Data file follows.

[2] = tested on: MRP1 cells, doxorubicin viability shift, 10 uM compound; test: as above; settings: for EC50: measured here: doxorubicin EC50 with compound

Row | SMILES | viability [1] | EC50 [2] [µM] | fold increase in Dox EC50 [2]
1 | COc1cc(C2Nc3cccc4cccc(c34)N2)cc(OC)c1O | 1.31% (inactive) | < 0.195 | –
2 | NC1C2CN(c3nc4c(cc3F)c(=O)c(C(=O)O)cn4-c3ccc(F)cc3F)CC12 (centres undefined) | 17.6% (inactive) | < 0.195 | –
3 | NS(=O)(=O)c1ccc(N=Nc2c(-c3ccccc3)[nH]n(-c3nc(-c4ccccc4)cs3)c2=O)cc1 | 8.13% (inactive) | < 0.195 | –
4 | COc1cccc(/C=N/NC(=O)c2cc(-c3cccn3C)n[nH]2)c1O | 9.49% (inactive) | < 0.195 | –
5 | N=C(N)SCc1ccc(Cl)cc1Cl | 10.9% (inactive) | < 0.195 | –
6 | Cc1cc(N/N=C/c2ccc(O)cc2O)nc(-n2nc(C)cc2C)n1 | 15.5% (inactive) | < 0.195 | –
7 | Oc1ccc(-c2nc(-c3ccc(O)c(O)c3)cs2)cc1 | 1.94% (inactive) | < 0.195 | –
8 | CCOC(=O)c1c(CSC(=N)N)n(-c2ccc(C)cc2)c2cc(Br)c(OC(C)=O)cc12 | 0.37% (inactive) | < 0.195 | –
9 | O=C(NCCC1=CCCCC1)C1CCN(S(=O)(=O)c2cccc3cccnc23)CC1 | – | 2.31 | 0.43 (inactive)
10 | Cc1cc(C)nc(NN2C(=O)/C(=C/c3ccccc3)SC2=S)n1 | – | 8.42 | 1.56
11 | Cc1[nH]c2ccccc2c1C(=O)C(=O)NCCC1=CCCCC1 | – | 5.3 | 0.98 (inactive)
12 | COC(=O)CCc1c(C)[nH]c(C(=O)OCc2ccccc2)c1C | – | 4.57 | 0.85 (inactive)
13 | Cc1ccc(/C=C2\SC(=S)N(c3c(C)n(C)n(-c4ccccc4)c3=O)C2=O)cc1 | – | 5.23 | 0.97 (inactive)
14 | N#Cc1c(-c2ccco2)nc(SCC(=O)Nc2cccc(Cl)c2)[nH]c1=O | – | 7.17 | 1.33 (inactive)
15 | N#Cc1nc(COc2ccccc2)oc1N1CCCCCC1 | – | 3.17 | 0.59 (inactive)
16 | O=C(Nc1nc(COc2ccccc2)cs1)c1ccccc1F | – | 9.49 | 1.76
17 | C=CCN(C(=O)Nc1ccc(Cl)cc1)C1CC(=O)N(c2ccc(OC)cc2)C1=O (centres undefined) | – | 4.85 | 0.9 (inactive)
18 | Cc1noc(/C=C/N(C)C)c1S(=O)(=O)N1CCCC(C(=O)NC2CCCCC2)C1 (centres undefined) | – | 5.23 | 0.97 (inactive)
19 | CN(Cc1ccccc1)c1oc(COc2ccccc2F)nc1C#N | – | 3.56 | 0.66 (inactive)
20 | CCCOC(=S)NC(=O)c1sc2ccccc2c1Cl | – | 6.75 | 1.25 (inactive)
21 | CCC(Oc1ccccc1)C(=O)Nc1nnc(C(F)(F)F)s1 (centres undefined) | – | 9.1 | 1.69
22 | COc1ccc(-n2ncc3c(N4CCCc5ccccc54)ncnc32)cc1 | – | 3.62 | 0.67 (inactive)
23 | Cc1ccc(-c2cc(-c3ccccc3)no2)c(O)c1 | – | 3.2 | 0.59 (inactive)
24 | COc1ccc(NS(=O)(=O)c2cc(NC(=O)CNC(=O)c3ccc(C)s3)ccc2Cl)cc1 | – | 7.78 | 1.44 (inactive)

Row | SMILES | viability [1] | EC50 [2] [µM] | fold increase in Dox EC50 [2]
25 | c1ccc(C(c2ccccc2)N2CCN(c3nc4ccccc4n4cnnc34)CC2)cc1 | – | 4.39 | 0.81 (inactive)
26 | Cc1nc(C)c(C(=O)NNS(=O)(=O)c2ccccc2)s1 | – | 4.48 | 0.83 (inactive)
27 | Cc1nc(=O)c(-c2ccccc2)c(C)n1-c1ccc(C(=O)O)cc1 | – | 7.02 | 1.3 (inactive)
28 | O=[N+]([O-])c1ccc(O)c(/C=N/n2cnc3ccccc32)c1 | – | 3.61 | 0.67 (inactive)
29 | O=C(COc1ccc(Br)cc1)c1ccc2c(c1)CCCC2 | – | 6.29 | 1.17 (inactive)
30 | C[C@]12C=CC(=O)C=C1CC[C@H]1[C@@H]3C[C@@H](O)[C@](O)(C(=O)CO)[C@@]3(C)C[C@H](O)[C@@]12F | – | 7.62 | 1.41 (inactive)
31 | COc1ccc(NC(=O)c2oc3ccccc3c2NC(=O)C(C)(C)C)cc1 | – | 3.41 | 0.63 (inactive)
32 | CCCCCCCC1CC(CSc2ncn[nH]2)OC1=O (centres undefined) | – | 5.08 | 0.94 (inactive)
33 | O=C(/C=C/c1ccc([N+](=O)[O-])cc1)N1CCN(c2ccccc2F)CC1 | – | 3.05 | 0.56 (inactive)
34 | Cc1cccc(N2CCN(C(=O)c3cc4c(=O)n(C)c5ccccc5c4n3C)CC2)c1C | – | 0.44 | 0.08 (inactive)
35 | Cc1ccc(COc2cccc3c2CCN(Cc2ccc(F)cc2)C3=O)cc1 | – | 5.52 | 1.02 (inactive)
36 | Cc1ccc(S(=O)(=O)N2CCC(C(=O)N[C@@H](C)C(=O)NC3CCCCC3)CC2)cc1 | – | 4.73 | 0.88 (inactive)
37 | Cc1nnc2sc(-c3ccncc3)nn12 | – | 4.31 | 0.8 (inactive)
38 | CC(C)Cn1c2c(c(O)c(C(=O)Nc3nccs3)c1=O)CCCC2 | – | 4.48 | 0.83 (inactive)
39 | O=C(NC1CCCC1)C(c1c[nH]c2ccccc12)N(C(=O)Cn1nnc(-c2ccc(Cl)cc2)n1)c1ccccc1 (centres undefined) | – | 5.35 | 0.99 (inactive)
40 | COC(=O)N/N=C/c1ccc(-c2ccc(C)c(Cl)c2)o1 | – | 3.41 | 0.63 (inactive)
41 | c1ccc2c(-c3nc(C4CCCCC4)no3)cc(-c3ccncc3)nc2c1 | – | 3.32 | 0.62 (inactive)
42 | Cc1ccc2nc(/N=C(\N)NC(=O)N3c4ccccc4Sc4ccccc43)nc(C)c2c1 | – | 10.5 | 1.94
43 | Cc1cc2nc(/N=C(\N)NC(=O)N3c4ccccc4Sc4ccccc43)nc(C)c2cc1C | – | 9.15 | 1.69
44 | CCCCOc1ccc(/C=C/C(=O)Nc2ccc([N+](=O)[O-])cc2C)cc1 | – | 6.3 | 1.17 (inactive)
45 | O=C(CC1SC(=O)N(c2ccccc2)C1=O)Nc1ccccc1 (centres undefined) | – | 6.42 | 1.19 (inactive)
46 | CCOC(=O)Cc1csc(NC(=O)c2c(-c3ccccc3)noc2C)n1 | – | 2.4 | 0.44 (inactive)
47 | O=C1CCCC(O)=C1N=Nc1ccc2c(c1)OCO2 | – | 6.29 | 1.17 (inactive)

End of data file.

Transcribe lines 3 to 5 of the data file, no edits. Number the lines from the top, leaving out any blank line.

1 | COc1cc(C2Nc3cccc4cccc(c34)N2)cc(OC)c1O | 1.31% (inactive) | < 0.195 | –
2 | NC1C2CN(c3nc4c(cc3F)c(=O)c(C(=O)O)cn4-c3ccc(F)cc3F)CC12 (centres undefined) | 17.6% (inactive) | < 0.195 | –
3 | NS(=O)(=O)c1ccc(N=Nc2c(-c3ccccc3)[nH]n(-c3nc(-c4ccccc4)cs3)c2=O)cc1 | 8.13% (inactive) | < 0.195 | –